What made the experience of listening to Soldier Girls the most enjoyable?

    This audiobook documents the lives of three women enrolled in the National Guard, from pre-9/11 through the wars in Afghanistan and Iraq. Though the women – Desma, Debbie, and Michelle - share many commonalities and experiences, their motivations and ultimately, outcomes and views on their service diverge. With bravery and candor, the women have seemingly provided Thorpe access to their diaries, records, and innermost thoughts and experiences. The result is at times uplifting, horrifying, and sad but always compelling. In short, I was engrossed. To her credit, Thorpe skillfully lets the women’s voices and experiences drive the narrative and by doing so, their stories offer much to say about the National Guard, the role and treatment of women in the armed forces, the wars in Afghanistan and Iraq, and how as a society we re-integrate our veterans back into civilian life. The narration is competent. Though this book is a good listen for anyone to enjoy, I would say this should be compulsory reading for anyone thinking of enlisting in the National Guard or armed forces as well as those who are already serving.


    1 of 1 people found this review helpful
  • H Is for Hawk

    • UNABRIDGED (11 hrs and 6 mins)
    • By Helen Macdonald
    • Narrated By Helen Macdonald
    • Whispersync for Voice-ready
    Overall
    (125)
    Performance
    (113)
    Story
    (114)

    When Helen MacDonald's father died suddenly on a London street, she was devastated. An experienced falconer captivated by hawks since childhood, she'd never before been tempted to train one of the most vicious predators: the goshawk. But in her grief, she saw that the goshawk's fierce and feral anger mirrored her own.

    Sara says: "Mabel The Hawk--The Fire That Burned The Hurts Away"
    "Genre defying"
    Overall
    Performance
    Story
    What did you love best about H Is for Hawk?

    What to make of this book? Guide to taming your hawk? Check? Mournful eulogy to a dead father? Check. Biography of T.H. White? Check. In whatever genre you may wish to pigeonhole H is for Hawk, I found this audiobook enthralling and this has mostly to do with MacDonald’s brave “bare your soul” honesty as well as her adept, fictionesque turn of phrasing. Grieving the sudden and unexpected death of her father, MacDonald retreats into two worlds: the solitary taming of a young goshawk she names Mabel and the life of tortured author (and one time goshawk trainer) T.H. White, with whom MacDonald obviously senses a kinship on several levels. Through both, MacDonald loses and then reclaims herself from the grief for her father. This is a moving, elegiac memoir that connects the listener intimately with MacDonald, her father, White, and Mabel (whose personality is slowly and fascinatingly revealed). For those without much knowledge of falconry there are lots of interesting historical, cultural and taming tidbits that left me wanting more. The parts about White I found less compelling but certainly understood MacDonald’s fascination with him. This book had me at every page and I honestly didn’t know where it would end up. The only criticism I had was the narration, by the author herself, which I found a bit leaden. Nevertheless, I will look forward eagerly to her next book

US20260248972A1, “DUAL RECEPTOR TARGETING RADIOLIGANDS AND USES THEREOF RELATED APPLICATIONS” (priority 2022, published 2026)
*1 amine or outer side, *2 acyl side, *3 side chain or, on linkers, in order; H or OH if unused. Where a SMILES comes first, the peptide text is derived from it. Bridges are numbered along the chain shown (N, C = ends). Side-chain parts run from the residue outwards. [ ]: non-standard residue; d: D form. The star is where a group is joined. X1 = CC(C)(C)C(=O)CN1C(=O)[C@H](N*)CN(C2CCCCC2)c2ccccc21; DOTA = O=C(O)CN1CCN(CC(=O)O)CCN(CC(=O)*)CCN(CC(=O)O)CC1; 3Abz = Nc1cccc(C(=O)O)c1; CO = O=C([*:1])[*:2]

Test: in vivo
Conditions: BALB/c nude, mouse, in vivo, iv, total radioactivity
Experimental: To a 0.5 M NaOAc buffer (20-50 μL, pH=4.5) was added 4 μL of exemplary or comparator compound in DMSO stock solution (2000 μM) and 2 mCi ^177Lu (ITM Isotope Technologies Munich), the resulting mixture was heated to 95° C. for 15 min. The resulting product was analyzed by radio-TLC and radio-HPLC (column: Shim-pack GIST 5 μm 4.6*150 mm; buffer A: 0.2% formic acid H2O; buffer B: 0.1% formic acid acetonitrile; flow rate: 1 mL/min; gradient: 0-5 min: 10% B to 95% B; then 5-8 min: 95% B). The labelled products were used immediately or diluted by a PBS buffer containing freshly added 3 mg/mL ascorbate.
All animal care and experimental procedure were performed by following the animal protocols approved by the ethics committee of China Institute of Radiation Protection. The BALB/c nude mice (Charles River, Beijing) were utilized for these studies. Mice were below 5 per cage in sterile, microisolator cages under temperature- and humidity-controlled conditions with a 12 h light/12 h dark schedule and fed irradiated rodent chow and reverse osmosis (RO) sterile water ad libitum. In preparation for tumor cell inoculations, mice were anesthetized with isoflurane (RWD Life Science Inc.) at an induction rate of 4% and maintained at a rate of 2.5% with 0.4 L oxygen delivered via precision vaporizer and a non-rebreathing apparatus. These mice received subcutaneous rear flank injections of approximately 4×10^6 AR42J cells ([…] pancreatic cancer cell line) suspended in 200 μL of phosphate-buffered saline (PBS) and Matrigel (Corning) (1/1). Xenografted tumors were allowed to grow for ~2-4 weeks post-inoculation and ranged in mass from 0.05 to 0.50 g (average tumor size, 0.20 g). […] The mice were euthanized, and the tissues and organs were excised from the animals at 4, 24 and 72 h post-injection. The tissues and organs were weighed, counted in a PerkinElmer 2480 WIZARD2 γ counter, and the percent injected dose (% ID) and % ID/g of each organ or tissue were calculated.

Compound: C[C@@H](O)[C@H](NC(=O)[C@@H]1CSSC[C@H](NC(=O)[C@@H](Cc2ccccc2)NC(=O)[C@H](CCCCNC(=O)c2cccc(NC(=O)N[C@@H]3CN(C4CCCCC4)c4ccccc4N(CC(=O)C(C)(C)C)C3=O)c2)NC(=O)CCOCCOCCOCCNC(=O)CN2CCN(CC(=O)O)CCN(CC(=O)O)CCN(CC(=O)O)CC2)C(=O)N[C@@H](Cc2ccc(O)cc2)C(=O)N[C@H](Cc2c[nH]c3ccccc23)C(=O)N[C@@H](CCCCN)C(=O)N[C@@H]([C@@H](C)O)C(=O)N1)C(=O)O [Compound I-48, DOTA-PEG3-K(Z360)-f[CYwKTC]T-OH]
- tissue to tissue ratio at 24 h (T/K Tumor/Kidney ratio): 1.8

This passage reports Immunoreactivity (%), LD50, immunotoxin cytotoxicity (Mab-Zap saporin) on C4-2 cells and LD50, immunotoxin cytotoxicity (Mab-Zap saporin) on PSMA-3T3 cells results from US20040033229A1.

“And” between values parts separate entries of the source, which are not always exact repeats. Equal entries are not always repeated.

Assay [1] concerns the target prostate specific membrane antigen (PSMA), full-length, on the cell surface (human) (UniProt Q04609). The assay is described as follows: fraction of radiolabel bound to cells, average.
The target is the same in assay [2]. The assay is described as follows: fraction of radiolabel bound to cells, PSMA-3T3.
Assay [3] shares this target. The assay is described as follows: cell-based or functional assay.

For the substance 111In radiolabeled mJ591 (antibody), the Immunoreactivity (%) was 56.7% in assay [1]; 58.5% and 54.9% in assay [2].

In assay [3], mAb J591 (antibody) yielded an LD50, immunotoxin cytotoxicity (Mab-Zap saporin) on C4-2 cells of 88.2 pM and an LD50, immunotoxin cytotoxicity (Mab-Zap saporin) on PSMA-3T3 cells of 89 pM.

3 of 6 people found this review helpful
  • Genome: The Autobiography of a Species in 23 Chapters

    • ORIGINAL (12 hrs and 24 mins)
    • By Matt Ridley
    • Narrated By Simon Prebble
    Overall
    (144)
    Performance
    (113)
    Story
    (112)

    Arguably the most significant scientific discovery of the new century, the mapping of the 23 pairs of chromosomes that make up the human genome raises almost as many questions as it answers - questions that will profoundly impact the way we think about disease, about longevity, and about free will. Questions that will affect the rest of your life. Matt Ridley here probes the scientific, philosophical, and moral issues arising as a result of the mapping of the genome.

    Gary says: "Still useful today."
    "Interesting but wish it were more up to date"
    Overall
    Performance
    Story
    What did you like best about this story?

    Equal parts fascinating and informative, Ridley offers a tour of the human genome with each chapter focusing on a different gene(s) within one of 22 chromosome (the 23rd sex linked chromosomes are omitted). Thankfully, rather than an exhaustive A to Z treatment that would have been numbing, Ridley chose wisely to focus on a sample representative not only of the traits and qualities that define us as humans but also illustrate the vast promise and hidden shortfalls of genetics, heritability, disease and at the end, free will. I found this very intriguing and the arguments/science are well laid out. A few caveats though: this is a step above an introductory/layperson guide so at least a general familiarity with genetics will make this much more understandable (and enjoyable) listen; secondly, the author’s foray into behaviourism, Freudian psychology and some arguments about free will and determinism were a little shaky and perhaps out of place here; and finally, the book was written in 1999 which may as well have been a millennia ago given the pace of genetic research. Though I wouldn’t say this disqualifies the book, I was left yearning perhaps for a second edition that might be more current. Still, the themes of the book remain relevant and I found it a very worthwhile and enjoyable read.